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Zero Confidence In Lawmakers Revealed

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By Lowell L. Kalapa
(Released on 4/8/12)

Despite the campaign rhetoric lawmakers chant over and over during the campaign season that Hawaii voters can trust them as representatives of their constituents, it seems that there is a growing cynicism that lawmakers cannot be trusted.

This cynicism became apparent in a recent hearing at the House Finance Committee on a bill that would have allowed the consolidation of funds raised by various independent “friends of the library” to be handled by a centralized fund located within the library services section of the department of education. It seems that a memorandum of agreement has been under discussion over the past year which allows participants in the consolidated fund to fundraise on the premises of the public libraries while those who choose not to throw their money into the consolidated fund are not allowed to fundraise on library premises.

This is an affront to those who have been banned from fundraising on public library property, as they believe that they are helping local libraries. However, the reason for their resistance to consolidate their hard earned fund-raising dollars is that they believe that as a special fund it could be the target of a future legislative raid and said as much.

That accusation is truly a sad commentary of how much the public has lost confidence in lawmakers to the extent that they do not trust lawmakers to keep their mitts off special funds. It should also serve as a very scary warning to lawmakers that they have lost the trust of their constituents. While the raids of special funds is the object of this distrust, the other part of the problem is that many of these special funds should have never been established in the first place.

Many of the newly created special funds over the past twenty years were repositories to hide what had been general funds and then designated them for a specific use or purpose. In other cases, fees were created as a ruse to increase the government take from the pocketbooks of unsuspecting taxpayers without calling the new fees taxes. Yet another reason was that many of the programs that have been funded with fees that underwrite these special funds were not of a high enough priority to garner an appropriation of general funds.

An example of the latter effort was an increase in the marriage license fee to fund domestic violence programs. Somehow lawmakers believe they justified some sort of relationship between being married and domestic violence. Similarly, increases in the state’s conveyance tax on all real property transactions went to fund affordable housing and programs of the natural area reserve fund. In the case of this latter program, it is now the possible beneficiary of the proposed single-use checkout bag fee sitting in the legislature.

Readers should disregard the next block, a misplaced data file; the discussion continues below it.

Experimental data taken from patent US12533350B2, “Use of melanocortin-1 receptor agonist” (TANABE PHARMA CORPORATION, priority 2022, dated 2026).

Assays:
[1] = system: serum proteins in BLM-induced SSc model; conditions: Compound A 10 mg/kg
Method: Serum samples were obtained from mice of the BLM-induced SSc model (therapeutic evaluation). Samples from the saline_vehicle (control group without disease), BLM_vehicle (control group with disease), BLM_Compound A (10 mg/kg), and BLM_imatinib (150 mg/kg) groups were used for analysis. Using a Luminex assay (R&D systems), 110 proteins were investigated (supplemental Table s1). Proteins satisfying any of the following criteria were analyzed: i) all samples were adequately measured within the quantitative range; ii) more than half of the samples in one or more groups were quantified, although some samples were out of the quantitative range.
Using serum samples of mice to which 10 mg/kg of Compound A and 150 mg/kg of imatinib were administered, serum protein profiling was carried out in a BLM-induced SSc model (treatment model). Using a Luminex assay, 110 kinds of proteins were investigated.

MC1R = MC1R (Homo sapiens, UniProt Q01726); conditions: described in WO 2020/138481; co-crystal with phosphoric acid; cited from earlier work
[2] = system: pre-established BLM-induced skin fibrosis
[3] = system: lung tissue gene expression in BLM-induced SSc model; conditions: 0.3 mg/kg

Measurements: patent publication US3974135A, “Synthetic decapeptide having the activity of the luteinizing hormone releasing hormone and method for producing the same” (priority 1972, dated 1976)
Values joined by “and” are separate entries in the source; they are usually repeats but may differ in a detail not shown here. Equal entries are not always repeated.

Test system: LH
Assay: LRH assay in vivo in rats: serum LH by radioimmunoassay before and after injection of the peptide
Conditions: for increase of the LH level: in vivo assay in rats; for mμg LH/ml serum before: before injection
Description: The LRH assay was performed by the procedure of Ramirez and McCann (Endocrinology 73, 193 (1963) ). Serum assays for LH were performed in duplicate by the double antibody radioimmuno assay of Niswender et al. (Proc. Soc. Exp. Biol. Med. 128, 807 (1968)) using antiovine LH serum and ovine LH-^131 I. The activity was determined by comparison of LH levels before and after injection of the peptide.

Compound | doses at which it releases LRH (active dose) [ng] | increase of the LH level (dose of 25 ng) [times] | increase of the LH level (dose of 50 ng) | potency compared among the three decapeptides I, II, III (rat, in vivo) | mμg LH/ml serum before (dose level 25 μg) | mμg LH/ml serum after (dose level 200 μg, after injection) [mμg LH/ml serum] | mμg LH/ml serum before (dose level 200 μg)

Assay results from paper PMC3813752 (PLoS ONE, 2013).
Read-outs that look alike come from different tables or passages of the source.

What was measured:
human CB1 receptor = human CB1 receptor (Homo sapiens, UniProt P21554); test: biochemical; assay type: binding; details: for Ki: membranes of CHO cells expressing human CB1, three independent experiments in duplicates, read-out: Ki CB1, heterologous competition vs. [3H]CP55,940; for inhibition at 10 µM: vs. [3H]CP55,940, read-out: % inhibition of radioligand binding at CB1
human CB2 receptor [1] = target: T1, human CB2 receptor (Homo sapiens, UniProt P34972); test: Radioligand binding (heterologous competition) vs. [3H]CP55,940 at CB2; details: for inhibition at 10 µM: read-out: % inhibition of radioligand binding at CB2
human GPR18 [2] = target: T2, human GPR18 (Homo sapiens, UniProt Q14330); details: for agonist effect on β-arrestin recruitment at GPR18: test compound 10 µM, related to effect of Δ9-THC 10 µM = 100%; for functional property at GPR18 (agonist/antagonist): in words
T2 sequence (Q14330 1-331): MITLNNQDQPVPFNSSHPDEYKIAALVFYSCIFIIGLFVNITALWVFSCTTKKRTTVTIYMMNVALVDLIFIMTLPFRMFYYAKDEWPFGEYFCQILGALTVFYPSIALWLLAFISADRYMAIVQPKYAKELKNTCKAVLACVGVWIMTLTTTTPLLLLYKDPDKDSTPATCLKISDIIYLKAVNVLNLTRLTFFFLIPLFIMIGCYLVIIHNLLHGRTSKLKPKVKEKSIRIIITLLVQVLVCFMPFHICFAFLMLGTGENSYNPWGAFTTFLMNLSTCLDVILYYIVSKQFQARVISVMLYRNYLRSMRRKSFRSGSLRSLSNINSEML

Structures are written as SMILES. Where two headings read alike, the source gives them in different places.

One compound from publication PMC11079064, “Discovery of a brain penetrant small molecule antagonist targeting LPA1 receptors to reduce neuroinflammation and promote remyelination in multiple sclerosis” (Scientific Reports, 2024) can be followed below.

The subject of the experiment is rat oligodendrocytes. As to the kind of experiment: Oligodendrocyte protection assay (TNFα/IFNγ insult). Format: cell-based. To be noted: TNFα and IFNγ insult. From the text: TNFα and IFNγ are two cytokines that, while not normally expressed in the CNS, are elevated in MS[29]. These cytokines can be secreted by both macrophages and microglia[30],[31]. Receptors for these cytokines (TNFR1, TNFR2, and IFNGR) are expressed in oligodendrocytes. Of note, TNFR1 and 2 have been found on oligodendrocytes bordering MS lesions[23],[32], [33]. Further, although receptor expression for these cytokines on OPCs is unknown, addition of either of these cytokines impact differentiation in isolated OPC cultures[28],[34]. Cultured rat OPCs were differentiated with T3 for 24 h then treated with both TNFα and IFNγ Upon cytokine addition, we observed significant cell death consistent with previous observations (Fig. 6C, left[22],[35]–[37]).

Because it is the beneficiary of a special fund, the program doesn’t get the kind of close scrutiny that programs like social services and education receive because they are financed out of the state general fund. No review has been conducted by the State Auditor to see if the monies in special funds are being used efficiently and wisely.

Thus, there is no question that taxpayers/voters have grown cynical about their lawmakers. When the top priority is how they will spend the money they have followed only by the priority to raise even more money, taxpayers ought to be afraid and hang on with great fervor to their pocketbooks. For example, at a recent hearing on establishing an environmental workforce it was pointed out that a very similar statute was enacted more than a decade ago and had become dormant for the lack of funding. However, the statute remains on the books and ONLY an appropriation was needed to revive it.

Well, once the subject of the appropriation was put on the table, the sharks began to feed, attempting to carve up what would soon be a pot of money that this program or that group could use. Feeding at the trough is a more accurate description of what followed as group after group came to the table declaring that funds were needed to revive what is known as the environmental workforce.

So is there any doubt that the taxpaying public is growing more and more disenchanted with lawmakers who appear only interested in spending more and more public dollars to sate their respective constituencies? At a time when families are finding it even more difficult to survive and are setting priorities for their shrinking pay checks, it is no wonder that they grow even more cynical as lawmakers fail to set priorities for education and social services with their tax dollars. 

Lowell L. Kalapa is the president of the Tax Foundation of Hawaii. Mr. Kalapa’s commentary is printed each week in the Maui News, West Hawaii Today, Garden Isle News, and the HawaiiReporter.com.


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